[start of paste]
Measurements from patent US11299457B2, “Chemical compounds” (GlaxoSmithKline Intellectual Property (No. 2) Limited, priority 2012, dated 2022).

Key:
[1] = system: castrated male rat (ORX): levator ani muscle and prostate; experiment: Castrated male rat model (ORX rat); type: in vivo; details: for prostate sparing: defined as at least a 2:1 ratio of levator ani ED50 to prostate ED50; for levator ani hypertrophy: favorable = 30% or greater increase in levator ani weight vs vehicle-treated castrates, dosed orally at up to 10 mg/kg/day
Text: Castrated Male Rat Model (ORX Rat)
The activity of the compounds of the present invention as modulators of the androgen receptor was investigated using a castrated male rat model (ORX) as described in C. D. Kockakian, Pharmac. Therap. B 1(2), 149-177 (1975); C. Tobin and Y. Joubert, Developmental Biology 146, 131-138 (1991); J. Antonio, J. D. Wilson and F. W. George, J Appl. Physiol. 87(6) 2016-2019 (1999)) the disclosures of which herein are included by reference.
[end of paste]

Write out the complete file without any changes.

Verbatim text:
Measurements from patent US11299457B2, “Chemical compounds” (GlaxoSmithKline Intellectual Property (No. 2) Limited, priority 2012, dated 2022).

Key:
[1] = system: castrated male rat (ORX): levator ani muscle and prostate; experiment: Castrated male rat model (ORX rat); type: in vivo; details: for prostate sparing: defined as at least a 2:1 ratio of levator ani ED50 to prostate ED50; for levator ani hypertrophy: favorable = 30% or greater increase in levator ani weight vs vehicle-treated castrates, dosed orally at up to 10 mg/kg/day
Text: Castrated Male Rat Model (ORX Rat)
The activity of the compounds of the present invention as modulators of the androgen receptor was investigated using a castrated male rat model (ORX) as described in C. D. Kockakian, Pharmac. Therap. B 1(2), 149-177 (1975); C. Tobin and Y. Joubert, Developmental Biology 146, 131-138 (1991); J. Antonio, J. D. Wilson and F. W. George, J Appl. Physiol. 87(6) 2016-2019 (1999)) the disclosures of which herein are included by reference.